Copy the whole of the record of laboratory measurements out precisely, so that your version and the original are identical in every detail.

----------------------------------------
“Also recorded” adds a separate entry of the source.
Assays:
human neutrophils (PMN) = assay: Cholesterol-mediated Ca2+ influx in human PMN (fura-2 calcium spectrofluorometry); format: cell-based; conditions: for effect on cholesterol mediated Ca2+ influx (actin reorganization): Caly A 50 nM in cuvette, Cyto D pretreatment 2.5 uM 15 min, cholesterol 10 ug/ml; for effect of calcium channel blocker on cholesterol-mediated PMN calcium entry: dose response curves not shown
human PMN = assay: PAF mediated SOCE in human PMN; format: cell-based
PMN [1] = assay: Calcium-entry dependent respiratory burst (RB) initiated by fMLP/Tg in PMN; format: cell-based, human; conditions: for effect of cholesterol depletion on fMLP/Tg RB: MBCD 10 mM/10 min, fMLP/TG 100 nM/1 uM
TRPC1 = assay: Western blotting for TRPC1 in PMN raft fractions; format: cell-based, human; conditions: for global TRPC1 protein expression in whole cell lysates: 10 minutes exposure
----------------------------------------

“Also recorded” adds a separate entry of the source.
Assays:
human neutrophils (PMN) = assay: Cholesterol-mediated Ca2+ influx in human PMN (fura-2 calcium spectrofluorometry); format: cell-based; conditions: for effect on cholesterol mediated Ca2+ influx (actin reorganization): Caly A 50 nM in cuvette, Cyto D pretreatment 2.5 uM 15 min, cholesterol 10 ug/ml; for effect of calcium channel blocker on cholesterol-mediated PMN calcium entry: dose response curves not shown
human PMN = assay: PAF mediated SOCE in human PMN; format: cell-based
PMN [1] = assay: Calcium-entry dependent respiratory burst (RB) initiated by fMLP/Tg in PMN; format: cell-based, human; conditions: for effect of cholesterol depletion on fMLP/Tg RB: MBCD 10 mM/10 min, fMLP/TG 100 nM/1 uM
TRPC1 = assay: Western blotting for TRPC1 in PMN raft fractions; format: cell-based, human; conditions: for global TRPC1 protein expression in whole cell lysates: 10 minutes exposure